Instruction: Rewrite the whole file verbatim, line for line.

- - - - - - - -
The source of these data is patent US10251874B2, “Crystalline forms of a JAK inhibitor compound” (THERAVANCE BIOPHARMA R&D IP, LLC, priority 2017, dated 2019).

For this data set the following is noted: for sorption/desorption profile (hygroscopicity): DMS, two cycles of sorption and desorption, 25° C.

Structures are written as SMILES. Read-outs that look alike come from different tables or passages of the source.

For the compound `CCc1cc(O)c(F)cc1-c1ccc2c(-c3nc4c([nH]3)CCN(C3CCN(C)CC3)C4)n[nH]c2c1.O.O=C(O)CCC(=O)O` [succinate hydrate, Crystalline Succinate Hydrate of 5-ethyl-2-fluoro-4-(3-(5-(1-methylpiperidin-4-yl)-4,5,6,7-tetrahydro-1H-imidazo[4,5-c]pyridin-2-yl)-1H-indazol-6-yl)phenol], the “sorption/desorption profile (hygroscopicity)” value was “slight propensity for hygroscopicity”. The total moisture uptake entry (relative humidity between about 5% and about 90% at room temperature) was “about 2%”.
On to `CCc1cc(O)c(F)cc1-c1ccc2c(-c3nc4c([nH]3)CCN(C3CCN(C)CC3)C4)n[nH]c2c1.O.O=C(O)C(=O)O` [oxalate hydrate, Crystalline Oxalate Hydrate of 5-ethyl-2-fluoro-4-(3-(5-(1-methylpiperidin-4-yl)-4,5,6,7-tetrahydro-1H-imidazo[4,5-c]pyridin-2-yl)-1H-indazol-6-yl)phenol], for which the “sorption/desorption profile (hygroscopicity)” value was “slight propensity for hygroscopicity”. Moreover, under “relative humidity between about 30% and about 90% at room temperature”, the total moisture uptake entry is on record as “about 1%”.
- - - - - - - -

The source of these data is patent US10251874B2, “Crystalline forms of a JAK inhibitor compound” (THERAVANCE BIOPHARMA R&D IP, LLC, priority 2017, dated 2019).

For this data set the following is noted: for sorption/desorption profile (hygroscopicity): DMS, two cycles of sorption and desorption, 25° C.

Structures are written as SMILES. Read-outs that look alike come from different tables or passages of the source.

For the compound `CCc1cc(O)c(F)cc1-c1ccc2c(-c3nc4c([nH]3)CCN(C3CCN(C)CC3)C4)n[nH]c2c1.O.O=C(O)CCC(=O)O` [succinate hydrate, Crystalline Succinate Hydrate of 5-ethyl-2-fluoro-4-(3-(5-(1-methylpiperidin-4-yl)-4,5,6,7-tetrahydro-1H-imidazo[4,5-c]pyridin-2-yl)-1H-indazol-6-yl)phenol], the “sorption/desorption profile (hygroscopicity)” value was “slight propensity for hygroscopicity”. The total moisture uptake entry (relative humidity between about 5% and about 90% at room temperature) was “about 2%”.
On to `CCc1cc(O)c(F)cc1-c1ccc2c(-c3nc4c([nH]3)CCN(C3CCN(C)CC3)C4)n[nH]c2c1.O.O=C(O)C(=O)O` [oxalate hydrate, Crystalline Oxalate Hydrate of 5-ethyl-2-fluoro-4-(3-(5-(1-methylpiperidin-4-yl)-4,5,6,7-tetrahydro-1H-imidazo[4,5-c]pyridin-2-yl)-1H-indazol-6-yl)phenol], for which the “sorption/desorption profile (hygroscopicity)” value was “slight propensity for hygroscopicity”. Moreover, under “relative humidity between about 30% and about 90% at room temperature”, the total moisture uptake entry is on record as “about 1%”.